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Salem Media becomes latest radio owner to face removal from stock exchange

Officials at NASDAQ warn the radio broadcaster it could be removed from their exchange if it doesn't bring it stock price into compliance.

Officials at NASDAQ warn the radio broadcaster it could be removed from their exchange if it doesn't bring it stock price into compliance.

Radio broadcaster Salem Media has become the latest media company to receive a warning letter from officials at NASDAQ, urging them to raise their stock price or face removal from their public exchange.

The letter was disclosed late last week in a filing with the Securities and Exchange Commission, through with officials at Salem affirmed the start of a 180-day “shot clock” to bring their stock price within the minimum $1 per-share price required for listing on the NASDAQ exchange.

Salem’s stock price has traded below the $1 price point for more than 32 days. To regain compliance, it must trade at or above $1 per share for at least 10 consecutive days.

Officials at Salem say they intend to “monitor the closing bid price of the common stock and may, if appropriate, consider implementing available options to regain compliance with the minimum bid price requirement” under NASDAQ’s listing rules. It wasn’t clear from that statement how Salem intended to boost its share price above $1 for the required term.

Salem is the third radio broadcast owner to receive a letter of non-compliance from NASDAQ in the last few weeks. In May, NASDAQ announced it was kicking media owner Audacy off its exchange over the same issue. One week later, officials told executives at Urban One that they had failed to file timely financial disclosure reports on an annual and quarterly basis as required.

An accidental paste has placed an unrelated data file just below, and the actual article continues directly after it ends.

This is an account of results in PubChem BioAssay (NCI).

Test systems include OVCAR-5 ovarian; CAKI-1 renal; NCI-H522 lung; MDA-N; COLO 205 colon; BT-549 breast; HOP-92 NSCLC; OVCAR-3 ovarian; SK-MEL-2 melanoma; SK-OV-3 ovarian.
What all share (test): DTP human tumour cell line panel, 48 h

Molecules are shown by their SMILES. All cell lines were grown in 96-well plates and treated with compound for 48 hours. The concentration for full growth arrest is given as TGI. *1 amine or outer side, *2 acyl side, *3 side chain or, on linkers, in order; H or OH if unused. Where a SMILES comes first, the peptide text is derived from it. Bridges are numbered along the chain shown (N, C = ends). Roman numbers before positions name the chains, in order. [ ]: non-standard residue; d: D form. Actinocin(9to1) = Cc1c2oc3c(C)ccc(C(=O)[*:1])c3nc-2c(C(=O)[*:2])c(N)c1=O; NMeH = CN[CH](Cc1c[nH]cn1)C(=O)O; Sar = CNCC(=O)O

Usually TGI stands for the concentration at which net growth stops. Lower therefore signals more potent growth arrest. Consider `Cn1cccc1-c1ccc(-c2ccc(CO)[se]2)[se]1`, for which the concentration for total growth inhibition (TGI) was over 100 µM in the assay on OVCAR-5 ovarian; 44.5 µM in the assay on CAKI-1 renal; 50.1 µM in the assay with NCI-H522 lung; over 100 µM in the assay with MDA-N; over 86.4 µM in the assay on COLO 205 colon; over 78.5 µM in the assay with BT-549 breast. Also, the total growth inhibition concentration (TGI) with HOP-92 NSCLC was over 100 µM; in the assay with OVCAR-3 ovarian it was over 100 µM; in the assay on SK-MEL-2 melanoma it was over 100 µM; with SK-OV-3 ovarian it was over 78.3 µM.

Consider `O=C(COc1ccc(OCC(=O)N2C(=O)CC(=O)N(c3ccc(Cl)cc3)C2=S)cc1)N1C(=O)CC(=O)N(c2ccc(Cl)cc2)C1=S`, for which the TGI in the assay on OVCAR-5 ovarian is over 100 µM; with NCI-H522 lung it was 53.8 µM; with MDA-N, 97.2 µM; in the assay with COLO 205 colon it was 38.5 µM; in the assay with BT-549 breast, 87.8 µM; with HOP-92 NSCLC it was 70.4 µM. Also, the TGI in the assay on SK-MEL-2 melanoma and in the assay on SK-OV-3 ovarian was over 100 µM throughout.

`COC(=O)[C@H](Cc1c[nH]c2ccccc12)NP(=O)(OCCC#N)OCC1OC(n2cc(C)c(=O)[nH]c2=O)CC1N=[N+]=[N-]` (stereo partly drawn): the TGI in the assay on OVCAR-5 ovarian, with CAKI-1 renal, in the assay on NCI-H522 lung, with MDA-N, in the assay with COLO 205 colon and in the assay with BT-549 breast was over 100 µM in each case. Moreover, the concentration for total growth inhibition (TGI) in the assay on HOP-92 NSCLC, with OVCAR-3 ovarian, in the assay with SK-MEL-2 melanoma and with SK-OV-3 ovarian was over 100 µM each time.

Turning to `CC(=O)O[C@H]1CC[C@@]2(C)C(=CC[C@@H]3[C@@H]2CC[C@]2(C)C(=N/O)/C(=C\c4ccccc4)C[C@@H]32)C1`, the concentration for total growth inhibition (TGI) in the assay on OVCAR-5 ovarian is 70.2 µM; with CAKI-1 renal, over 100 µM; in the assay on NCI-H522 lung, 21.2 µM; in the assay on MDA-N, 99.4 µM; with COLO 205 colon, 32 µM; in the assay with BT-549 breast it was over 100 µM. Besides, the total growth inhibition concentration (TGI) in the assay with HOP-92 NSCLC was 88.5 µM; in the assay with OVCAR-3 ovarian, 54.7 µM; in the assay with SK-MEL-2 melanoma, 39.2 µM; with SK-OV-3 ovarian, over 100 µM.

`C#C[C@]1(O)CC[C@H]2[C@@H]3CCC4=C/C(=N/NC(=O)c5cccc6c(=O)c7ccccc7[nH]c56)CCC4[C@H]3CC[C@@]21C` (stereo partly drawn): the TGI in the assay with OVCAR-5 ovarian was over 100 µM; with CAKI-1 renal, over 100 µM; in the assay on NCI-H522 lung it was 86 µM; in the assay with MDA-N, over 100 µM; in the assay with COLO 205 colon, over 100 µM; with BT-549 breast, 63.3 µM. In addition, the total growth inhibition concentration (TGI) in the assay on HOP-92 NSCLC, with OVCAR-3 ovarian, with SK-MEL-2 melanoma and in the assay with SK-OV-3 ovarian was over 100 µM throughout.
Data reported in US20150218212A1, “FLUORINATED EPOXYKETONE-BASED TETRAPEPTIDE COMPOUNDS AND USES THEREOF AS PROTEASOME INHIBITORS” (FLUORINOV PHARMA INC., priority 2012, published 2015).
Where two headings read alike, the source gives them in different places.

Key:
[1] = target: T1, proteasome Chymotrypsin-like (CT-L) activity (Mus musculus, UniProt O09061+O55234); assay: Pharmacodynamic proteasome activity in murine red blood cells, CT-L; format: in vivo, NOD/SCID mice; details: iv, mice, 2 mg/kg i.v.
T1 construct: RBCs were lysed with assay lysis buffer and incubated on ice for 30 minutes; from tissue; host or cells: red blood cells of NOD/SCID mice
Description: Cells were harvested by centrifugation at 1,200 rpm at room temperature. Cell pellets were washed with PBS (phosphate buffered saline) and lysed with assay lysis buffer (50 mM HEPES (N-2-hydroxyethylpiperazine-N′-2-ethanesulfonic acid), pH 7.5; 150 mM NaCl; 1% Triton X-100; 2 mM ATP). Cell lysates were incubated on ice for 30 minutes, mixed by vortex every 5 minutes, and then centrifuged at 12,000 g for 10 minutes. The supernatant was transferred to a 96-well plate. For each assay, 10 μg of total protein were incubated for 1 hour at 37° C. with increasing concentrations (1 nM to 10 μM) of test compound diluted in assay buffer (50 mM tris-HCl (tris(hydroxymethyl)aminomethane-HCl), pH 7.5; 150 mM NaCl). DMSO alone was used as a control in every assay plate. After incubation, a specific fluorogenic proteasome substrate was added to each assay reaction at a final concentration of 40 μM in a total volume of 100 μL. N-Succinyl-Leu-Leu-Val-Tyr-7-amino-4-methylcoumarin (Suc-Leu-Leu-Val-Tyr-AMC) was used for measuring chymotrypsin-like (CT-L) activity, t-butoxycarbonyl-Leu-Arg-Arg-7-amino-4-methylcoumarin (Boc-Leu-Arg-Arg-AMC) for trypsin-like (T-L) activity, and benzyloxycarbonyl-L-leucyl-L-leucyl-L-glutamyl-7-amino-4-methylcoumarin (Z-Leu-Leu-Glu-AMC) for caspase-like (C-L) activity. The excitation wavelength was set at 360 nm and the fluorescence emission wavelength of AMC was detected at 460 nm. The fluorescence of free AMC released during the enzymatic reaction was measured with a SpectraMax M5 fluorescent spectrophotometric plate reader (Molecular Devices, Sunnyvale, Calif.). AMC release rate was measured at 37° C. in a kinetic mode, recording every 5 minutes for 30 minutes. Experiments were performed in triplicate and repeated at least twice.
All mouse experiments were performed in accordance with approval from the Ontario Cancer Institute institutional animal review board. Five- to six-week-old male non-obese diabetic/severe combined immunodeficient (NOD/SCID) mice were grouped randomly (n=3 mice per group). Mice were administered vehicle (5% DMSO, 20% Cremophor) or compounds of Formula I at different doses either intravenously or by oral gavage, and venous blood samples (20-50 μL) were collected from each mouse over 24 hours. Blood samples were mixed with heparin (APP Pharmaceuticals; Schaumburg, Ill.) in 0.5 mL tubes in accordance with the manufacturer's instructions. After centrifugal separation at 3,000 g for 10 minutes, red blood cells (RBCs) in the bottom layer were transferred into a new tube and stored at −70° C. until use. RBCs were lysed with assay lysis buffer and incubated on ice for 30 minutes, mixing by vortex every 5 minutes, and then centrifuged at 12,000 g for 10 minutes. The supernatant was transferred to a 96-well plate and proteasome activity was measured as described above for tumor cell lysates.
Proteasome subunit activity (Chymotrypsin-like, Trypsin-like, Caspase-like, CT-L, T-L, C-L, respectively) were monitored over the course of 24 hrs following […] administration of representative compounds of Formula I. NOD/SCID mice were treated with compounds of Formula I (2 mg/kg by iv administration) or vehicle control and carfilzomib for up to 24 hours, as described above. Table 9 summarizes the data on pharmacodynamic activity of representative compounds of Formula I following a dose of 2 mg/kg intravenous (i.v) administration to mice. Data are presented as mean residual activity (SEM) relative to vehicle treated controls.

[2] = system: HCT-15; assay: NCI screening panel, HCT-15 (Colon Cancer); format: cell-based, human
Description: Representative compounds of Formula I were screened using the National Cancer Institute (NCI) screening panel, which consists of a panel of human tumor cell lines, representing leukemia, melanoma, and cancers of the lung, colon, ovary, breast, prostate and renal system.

Salem is one of the largest operators of talk radio stations in the country, offering mostly conservative and Christian-oriented programming across nearly 120 radio stations in three dozen broadcast markets. It also owns a program syndication service that offers talk and news programming to more than 2,400 radio affiliates.

Late last year, the New York Times profiled the company, describing it as an activist media group that takes positions in national elections, mostly to the benefit of conservative political candidates. The Times report accused Salem of participating in election-related misinformation campaigns; among other things, Salem financially backed a now-debunked documentary that claimed voter fraud during the 2020 presidential election, and allowed its host to spread false narratives about the 2022 midterm election along the same lines.

In an interview with WNYC’s “On the Media” earlier this year, Salem executive Phil Boyce said the mission of the broadcaster was to “save America” through programming that was more entertaining tha journalistic in nature.

“My hosts are storytellers, they’re opinion makers, they are thought leaders, and I think there’s room for all of that,” Boyce affirmed. “Somebody has to tell the other side, otherwise we’ll continue to drift to the left, to the point where I worry about the future of our country.”

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About the Author:

Matthew Keys

Matthew Keys is the publisher of The Desk and reports on the business and policy matters involving the broadcast television, streaming video and radio industries. He previously worked for Thomson Reuters, Disney-ABC, Tribune Broadcasting and McNaughton Newspapers. Matthew is based in Northern California, has won numerous awards in the field of journalism, and is a member of IRE (Investigative Reporters and Editors).